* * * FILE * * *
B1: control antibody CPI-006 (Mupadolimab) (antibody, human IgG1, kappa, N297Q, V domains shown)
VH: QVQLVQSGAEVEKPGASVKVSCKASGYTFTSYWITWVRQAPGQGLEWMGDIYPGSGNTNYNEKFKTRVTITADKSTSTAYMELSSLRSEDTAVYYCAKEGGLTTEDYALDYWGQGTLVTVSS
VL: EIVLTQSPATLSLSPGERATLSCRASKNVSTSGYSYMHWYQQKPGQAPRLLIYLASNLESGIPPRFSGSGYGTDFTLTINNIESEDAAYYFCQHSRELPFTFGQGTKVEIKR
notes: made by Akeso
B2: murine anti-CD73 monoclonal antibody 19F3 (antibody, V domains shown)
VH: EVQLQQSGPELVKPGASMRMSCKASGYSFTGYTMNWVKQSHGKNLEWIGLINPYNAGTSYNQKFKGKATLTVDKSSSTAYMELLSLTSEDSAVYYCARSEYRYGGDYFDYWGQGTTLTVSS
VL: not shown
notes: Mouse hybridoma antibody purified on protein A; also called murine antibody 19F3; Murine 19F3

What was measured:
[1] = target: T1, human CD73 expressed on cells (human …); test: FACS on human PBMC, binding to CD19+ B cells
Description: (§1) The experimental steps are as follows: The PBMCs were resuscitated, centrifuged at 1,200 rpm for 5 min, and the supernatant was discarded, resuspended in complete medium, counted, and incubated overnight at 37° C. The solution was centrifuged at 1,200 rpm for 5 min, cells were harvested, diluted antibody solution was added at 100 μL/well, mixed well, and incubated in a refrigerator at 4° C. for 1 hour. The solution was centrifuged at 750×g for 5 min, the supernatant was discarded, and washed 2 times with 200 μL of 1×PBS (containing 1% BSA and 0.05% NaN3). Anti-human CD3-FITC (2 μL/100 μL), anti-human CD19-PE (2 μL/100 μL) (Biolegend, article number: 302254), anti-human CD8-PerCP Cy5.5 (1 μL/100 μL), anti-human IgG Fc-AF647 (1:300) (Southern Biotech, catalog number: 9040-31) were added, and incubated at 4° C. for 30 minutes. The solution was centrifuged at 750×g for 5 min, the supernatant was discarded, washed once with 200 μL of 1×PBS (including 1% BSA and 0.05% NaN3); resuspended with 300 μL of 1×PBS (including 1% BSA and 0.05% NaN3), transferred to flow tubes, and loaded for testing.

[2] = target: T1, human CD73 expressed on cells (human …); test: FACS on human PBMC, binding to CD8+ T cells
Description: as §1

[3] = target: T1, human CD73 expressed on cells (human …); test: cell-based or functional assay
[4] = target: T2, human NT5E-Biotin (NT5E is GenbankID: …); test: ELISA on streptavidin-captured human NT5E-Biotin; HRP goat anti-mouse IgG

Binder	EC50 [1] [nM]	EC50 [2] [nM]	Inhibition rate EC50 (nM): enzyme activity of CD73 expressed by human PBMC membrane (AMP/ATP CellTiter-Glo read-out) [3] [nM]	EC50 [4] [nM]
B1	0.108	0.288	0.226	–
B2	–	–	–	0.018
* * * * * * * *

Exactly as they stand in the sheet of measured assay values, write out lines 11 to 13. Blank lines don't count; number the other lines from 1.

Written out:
Description: (§1) The experimental steps are as follows: The PBMCs were resuscitated, centrifuged at 1,200 rpm for 5 min, and the supernatant was discarded, resuspended in complete medium, counted, and incubated overnight at 37° C. The solution was centrifuged at 1,200 rpm for 5 min, cells were harvested, diluted antibody solution was added at 100 μL/well, mixed well, and incubated in a refrigerator at 4° C. for 1 hour. The solution was centrifuged at 750×g for 5 min, the supernatant was discarded, and washed 2 times with 200 μL of 1×PBS (containing 1% BSA and 0.05% NaN3). Anti-human CD3-FITC (2 μL/100 μL), anti-human CD19-PE (2 μL/100 μL) (Biolegend, article number: 302254), anti-human CD8-PerCP Cy5.5 (1 μL/100 μL), anti-human IgG Fc-AF647 (1:300) (Southern Biotech, catalog number: 9040-31) were added, and incubated at 4° C. for 30 minutes. The solution was centrifuged at 750×g for 5 min, the supernatant was discarded, washed once with 200 μL of 1×PBS (including 1% BSA and 0.05% NaN3); resuspended with 300 μL of 1×PBS (including 1% BSA and 0.05% NaN3), transferred to flow tubes, and loaded for testing.

[2] = target: T1, human CD73 expressed on cells (human …); test: FACS on human PBMC, binding to CD8+ T cells
Description: as §1